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Can US keep aid flowing to Yemen's Saleh after embassy siege?

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Gamal Noman/AFP Photo/Getty Images/Newscom

(Read caption) Yemen's President Ali Abdullah Saleh speaks to the press in the capital Sanaa on May 22. Saleh refused to sign a Gulf-brokered power-transfer plan, demanding clarification on "mechanisms" for its implementation, a ruling party member said. The deal would see him out of office in 30 days.

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An armed mob of government loyalists threatening the lives of a major chunk of the foreign diplomatic corps, including the US ambassador. A daring helicopter rescue. Chaos and tribal gunmen in the rest of the capital.

Just another Sunday in Sanaa, Yemen's capital, where an exquisitely timed show by gunmen loyal to President Ali Abdullah Saleh staved off the signing of a transition plan backed by the US and Gulf states, and increased the chances that Yemen's uprising will deteriorate into all-out war.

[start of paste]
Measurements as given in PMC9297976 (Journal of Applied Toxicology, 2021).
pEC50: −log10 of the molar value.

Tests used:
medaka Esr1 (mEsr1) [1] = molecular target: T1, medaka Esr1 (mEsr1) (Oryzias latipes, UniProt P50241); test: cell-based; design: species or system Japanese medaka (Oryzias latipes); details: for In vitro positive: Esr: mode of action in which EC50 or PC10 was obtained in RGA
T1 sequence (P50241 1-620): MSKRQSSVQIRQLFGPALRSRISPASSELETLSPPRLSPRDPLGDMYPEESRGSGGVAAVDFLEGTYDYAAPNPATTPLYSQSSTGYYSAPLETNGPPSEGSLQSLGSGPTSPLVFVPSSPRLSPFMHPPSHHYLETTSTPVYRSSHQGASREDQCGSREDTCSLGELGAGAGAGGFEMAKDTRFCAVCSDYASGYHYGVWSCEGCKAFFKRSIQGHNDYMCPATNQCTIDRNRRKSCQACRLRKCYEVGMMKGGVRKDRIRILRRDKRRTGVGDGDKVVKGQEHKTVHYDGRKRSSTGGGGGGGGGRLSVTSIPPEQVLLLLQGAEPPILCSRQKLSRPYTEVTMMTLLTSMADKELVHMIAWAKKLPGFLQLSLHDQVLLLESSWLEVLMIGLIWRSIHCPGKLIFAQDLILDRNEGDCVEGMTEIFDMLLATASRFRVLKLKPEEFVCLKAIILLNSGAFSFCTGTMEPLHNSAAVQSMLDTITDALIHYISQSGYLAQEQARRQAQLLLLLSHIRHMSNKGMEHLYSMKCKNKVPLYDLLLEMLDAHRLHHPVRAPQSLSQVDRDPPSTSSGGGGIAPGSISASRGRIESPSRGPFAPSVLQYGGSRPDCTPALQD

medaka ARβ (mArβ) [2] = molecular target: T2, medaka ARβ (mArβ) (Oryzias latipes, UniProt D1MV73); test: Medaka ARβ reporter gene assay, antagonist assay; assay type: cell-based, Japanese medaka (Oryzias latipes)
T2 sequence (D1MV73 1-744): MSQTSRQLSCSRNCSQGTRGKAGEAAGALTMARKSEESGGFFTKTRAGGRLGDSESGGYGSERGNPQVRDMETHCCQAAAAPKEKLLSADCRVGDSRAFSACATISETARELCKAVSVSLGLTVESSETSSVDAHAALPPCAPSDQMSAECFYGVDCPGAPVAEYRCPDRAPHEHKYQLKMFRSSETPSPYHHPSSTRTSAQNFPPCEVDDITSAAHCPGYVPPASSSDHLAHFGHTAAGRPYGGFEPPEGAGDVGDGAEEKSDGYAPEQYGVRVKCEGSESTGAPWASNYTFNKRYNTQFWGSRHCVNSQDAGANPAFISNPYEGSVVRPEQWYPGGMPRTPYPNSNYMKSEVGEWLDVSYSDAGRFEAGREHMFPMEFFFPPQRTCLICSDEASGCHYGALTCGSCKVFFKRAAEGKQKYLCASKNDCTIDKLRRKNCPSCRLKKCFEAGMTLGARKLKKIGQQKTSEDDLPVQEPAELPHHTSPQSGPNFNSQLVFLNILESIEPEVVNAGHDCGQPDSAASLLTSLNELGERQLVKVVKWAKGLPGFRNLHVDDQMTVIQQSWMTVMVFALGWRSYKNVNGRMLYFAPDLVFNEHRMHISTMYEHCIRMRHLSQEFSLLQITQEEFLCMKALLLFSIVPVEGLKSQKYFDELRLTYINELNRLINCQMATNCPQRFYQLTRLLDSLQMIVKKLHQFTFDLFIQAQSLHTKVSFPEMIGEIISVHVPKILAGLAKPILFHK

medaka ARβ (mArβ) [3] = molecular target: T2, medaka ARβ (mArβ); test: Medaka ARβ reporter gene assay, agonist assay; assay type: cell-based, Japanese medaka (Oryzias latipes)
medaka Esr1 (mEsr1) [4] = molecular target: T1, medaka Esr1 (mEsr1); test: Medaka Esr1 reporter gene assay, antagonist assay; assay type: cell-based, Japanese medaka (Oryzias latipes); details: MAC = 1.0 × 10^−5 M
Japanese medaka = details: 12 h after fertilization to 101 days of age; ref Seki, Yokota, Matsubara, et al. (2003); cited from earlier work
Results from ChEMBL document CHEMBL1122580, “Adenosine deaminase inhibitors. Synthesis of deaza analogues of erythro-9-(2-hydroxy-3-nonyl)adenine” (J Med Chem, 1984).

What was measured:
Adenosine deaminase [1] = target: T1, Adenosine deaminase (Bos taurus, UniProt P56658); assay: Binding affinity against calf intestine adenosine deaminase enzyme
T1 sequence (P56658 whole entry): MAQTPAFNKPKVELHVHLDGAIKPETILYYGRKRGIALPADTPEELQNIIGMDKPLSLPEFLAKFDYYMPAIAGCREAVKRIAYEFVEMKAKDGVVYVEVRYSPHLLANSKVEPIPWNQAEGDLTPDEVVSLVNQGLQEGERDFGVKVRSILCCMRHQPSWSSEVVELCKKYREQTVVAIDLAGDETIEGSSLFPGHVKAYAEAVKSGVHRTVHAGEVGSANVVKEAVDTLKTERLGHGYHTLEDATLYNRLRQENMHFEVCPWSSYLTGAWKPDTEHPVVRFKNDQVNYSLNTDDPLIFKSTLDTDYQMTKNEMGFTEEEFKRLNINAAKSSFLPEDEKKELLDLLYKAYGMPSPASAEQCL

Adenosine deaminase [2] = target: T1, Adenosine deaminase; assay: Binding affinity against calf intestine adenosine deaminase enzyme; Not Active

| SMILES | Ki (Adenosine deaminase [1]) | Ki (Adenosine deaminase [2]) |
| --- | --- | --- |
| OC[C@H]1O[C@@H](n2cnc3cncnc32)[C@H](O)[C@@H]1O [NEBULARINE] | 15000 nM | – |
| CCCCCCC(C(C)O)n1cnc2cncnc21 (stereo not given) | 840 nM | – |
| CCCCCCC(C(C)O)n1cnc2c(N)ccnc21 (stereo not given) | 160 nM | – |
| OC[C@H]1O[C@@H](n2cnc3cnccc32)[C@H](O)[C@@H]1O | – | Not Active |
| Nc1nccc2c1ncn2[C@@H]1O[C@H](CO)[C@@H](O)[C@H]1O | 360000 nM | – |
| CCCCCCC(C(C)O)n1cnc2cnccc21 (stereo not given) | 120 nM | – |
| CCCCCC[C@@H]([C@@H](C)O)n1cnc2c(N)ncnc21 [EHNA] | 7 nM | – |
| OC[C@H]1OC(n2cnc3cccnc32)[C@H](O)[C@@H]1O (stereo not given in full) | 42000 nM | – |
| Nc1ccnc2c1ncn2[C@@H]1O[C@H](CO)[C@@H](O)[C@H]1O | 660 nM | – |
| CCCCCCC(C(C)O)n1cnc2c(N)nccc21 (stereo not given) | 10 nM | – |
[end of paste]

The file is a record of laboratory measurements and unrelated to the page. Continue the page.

President Saleh's 32 years in power have been well-served by his penchant for presenting himself as Yemen's "essential" man, the only one who can hold back the tide of chaos and disorder. He's secured hundreds of millions of dollars from the US with this tactic. It appears he decided yesterday to remind the world of the risks if he's forced to withdraw from power.

Not only did a mob besiege the embassy of the United Arab Emirates, where the US, British, Saudi, Kuwaiti, Omani, and European Union ambassadors had gathered to witness Saleh's signing of the agreement, a pro-Saleh mob briefly attacked the motorcade of Abdullatif bin Rashid al-Zayani, the Gulf Cooperation Council's chief negotiator for the deal. Other embassies were surrounded by furious crowds, even China's.


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